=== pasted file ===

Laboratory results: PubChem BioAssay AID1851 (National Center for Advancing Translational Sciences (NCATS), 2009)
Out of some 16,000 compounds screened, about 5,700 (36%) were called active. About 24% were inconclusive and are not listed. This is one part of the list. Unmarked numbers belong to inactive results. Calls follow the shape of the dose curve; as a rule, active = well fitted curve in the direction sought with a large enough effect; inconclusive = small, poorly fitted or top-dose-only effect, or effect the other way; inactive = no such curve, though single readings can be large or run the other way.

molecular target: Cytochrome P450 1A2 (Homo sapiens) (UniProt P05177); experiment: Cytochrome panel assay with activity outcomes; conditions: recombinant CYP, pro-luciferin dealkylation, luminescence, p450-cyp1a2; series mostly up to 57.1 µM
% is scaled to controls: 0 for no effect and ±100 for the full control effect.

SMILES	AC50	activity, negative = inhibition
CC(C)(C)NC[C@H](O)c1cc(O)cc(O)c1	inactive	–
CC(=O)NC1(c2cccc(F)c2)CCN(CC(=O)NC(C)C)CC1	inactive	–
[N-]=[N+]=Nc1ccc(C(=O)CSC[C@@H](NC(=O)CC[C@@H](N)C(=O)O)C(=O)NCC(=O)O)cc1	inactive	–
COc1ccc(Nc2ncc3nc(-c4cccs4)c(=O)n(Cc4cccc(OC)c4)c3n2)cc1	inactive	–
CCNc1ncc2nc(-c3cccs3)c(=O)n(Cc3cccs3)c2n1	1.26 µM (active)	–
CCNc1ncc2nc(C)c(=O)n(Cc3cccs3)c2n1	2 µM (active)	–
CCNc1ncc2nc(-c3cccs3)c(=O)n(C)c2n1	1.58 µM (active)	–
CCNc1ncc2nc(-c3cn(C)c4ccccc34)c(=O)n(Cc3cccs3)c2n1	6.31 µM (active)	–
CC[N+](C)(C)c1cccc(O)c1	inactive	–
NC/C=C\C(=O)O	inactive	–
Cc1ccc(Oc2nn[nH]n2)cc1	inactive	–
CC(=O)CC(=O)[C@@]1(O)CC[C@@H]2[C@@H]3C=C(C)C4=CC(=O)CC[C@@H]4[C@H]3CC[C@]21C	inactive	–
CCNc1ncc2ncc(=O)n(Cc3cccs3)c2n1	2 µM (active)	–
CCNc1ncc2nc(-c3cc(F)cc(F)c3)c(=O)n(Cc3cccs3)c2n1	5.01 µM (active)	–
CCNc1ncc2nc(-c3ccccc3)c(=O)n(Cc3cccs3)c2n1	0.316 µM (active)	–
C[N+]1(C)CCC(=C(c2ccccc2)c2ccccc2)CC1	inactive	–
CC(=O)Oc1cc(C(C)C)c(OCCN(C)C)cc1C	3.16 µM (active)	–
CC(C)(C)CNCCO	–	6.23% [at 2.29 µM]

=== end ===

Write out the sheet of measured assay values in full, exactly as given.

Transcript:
Laboratory results: PubChem BioAssay AID1851 (National Center for Advancing Translational Sciences (NCATS), 2009)
Out of some 16,000 compounds screened, about 5,700 (36%) were called active. About 24% were inconclusive and are not listed. This is one part of the list. Unmarked numbers belong to inactive results. Calls follow the shape of the dose curve; as a rule, active = well fitted curve in the direction sought with a large enough effect; inconclusive = small, poorly fitted or top-dose-only effect, or effect the other way; inactive = no such curve, though single readings can be large or run the other way.

molecular target: Cytochrome P450 1A2 (Homo sapiens) (UniProt P05177); experiment: Cytochrome panel assay with activity outcomes; conditions: recombinant CYP, pro-luciferin dealkylation, luminescence, p450-cyp1a2; series mostly up to 57.1 µM
% is scaled to controls: 0 for no effect and ±100 for the full control effect.

SMILES	AC50	activity, negative = inhibition
CC(C)(C)NC[C@H](O)c1cc(O)cc(O)c1	inactive	–
CC(=O)NC1(c2cccc(F)c2)CCN(CC(=O)NC(C)C)CC1	inactive	–
[N-]=[N+]=Nc1ccc(C(=O)CSC[C@@H](NC(=O)CC[C@@H](N)C(=O)O)C(=O)NCC(=O)O)cc1	inactive	–
COc1ccc(Nc2ncc3nc(-c4cccs4)c(=O)n(Cc4cccc(OC)c4)c3n2)cc1	inactive	–
CCNc1ncc2nc(-c3cccs3)c(=O)n(Cc3cccs3)c2n1	1.26 µM (active)	–
CCNc1ncc2nc(C)c(=O)n(Cc3cccs3)c2n1	2 µM (active)	–
CCNc1ncc2nc(-c3cccs3)c(=O)n(C)c2n1	1.58 µM (active)	–
CCNc1ncc2nc(-c3cn(C)c4ccccc34)c(=O)n(Cc3cccs3)c2n1	6.31 µM (active)	–
CC[N+](C)(C)c1cccc(O)c1	inactive	–
NC/C=C\C(=O)O	inactive	–
Cc1ccc(Oc2nn[nH]n2)cc1	inactive	–
CC(=O)CC(=O)[C@@]1(O)CC[C@@H]2[C@@H]3C=C(C)C4=CC(=O)CC[C@@H]4[C@H]3CC[C@]21C	inactive	–
CCNc1ncc2ncc(=O)n(Cc3cccs3)c2n1	2 µM (active)	–
CCNc1ncc2nc(-c3cc(F)cc(F)c3)c(=O)n(Cc3cccs3)c2n1	5.01 µM (active)	–
CCNc1ncc2nc(-c3ccccc3)c(=O)n(Cc3cccs3)c2n1	0.316 µM (active)	–
C[N+]1(C)CCC(=C(c2ccccc2)c2ccccc2)CC1	inactive	–
CC(=O)Oc1cc(C(C)C)c(OCCN(C)C)cc1C	3.16 µM (active)	–
CC(C)(C)CNCCO	–	6.23% [at 2.29 µM]